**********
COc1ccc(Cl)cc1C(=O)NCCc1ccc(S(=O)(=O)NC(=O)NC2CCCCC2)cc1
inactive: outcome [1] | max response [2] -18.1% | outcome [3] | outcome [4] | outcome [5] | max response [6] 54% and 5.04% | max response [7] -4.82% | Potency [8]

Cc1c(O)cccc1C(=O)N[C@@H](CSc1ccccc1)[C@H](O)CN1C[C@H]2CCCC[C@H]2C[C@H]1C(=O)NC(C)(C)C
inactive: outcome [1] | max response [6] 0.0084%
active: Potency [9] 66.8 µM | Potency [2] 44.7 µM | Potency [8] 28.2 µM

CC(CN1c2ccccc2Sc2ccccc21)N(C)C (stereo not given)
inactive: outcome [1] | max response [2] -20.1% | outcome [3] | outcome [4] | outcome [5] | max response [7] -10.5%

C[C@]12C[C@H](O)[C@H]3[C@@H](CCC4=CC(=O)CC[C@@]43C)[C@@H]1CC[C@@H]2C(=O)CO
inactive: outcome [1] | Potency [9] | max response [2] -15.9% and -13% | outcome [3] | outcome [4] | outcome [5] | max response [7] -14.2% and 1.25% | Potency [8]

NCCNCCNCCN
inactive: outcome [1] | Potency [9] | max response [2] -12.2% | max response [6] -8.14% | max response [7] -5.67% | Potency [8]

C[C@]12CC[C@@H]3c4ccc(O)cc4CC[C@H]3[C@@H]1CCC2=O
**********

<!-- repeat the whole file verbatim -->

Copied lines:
COc1ccc(Cl)cc1C(=O)NCCc1ccc(S(=O)(=O)NC(=O)NC2CCCCC2)cc1
inactive: outcome [1] | max response [2] -18.1% | outcome [3] | outcome [4] | outcome [5] | max response [6] 54% and 5.04% | max response [7] -4.82% | Potency [8]

Cc1c(O)cccc1C(=O)N[C@@H](CSc1ccccc1)[C@H](O)CN1C[C@H]2CCCC[C@H]2C[C@H]1C(=O)NC(C)(C)C
inactive: outcome [1] | max response [6] 0.0084%
active: Potency [9] 66.8 µM | Potency [2] 44.7 µM | Potency [8] 28.2 µM

CC(CN1c2ccccc2Sc2ccccc21)N(C)C (stereo not given)
inactive: outcome [1] | max response [2] -20.1% | outcome [3] | outcome [4] | outcome [5] | max response [7] -10.5%

C[C@]12C[C@H](O)[C@H]3[C@@H](CCC4=CC(=O)CC[C@@]43C)[C@@H]1CC[C@@H]2C(=O)CO
inactive: outcome [1] | Potency [9] | max response [2] -15.9% and -13% | outcome [3] | outcome [4] | outcome [5] | max response [7] -14.2% and 1.25% | Potency [8]

NCCNCCNCCN
inactive: outcome [1] | Potency [9] | max response [2] -12.2% | max response [6] -8.14% | max response [7] -5.67% | Potency [8]

C[C@]12CC[C@@H]3c4ccc(O)cc4CC[C@H]3[C@@H]1CCC2=O